FREQUENTLY ASKED QUESTIONS
- If you have minor children, Virginia law requires that the parties be living separate and apart, continuously, without cohabitation, without interruption and with at least one party’s intention to end the marriage permanently for one year or more.
- If you do not have minor children, and at any point during the course of your separation have entered into a written separation agreement, you may file after a six-month separation.
Yes! Virginia case law does allow for such circumstances in the event the parties had to do so due to financial necessity. The parties are required to present evidence in support of their separation while in the same home, and further should have a witness who has visited their home during the separation and can personally corroborate that they were in fact living separate and apart. The judge will then determine whether the evidence presented is sufficient grounds for divorce. Blessing Legal has handled many divorces with such circumstances and will provide a free consultation to better assess your situation and strategy to proceed forward.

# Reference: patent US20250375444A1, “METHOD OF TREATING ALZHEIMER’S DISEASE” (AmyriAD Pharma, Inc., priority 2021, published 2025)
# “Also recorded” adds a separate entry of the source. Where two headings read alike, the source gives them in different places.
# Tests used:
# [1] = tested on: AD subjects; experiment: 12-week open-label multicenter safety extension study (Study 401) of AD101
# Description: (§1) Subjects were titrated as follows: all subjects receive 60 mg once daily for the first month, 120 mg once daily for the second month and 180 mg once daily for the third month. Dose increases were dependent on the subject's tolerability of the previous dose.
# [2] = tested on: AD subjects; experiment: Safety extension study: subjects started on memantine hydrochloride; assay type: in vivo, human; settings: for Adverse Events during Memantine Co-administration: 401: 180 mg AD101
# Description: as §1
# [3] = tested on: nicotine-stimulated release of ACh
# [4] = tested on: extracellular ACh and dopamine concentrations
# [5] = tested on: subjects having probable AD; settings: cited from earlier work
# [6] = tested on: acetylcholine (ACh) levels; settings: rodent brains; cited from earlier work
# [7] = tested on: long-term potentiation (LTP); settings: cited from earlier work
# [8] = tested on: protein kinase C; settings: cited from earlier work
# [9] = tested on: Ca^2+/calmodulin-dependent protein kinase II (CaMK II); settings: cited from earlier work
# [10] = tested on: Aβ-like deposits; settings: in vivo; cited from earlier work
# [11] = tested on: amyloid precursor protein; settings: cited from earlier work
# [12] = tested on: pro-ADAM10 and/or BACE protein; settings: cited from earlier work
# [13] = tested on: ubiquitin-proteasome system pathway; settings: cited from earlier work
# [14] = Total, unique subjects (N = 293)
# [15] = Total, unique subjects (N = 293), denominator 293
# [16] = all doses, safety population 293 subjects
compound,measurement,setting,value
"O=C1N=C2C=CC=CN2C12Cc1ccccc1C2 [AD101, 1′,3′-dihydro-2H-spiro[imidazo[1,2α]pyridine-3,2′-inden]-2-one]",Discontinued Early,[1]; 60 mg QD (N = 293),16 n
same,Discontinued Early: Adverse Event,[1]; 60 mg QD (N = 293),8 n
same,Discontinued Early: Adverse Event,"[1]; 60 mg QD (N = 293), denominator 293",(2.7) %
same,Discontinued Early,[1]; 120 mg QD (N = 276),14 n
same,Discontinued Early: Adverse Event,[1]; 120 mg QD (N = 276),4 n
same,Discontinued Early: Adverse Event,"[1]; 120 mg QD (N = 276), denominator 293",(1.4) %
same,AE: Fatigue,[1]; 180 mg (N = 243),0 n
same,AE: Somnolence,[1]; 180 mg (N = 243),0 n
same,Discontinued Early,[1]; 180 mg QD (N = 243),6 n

As long as the matter is uncontested and all parties have signed the required documents (prepared by Blessing Legal) there should be no need for you to attend a court hearing.
Simply call me at 757.216.9415 and I will run a conflict of interest check and provide a free consultation. If we decide to proceed forward, I can then email you the intake forms and an invoice for you to complete and return electronically. Then your matter will be opened with my office.
If everyone returns the requested documents right away, your matter may be finalized in approximately 2-4 weeks from start to finish.
Virginia law requires that one party be a resident and domicile of Virginia for at least six consecutive months prior to filing the Divorce. If you are not a legal resident, but are currently stationed here and have been for at least six months, you will meet the residency requirement under Virginia Code section 20-97(1).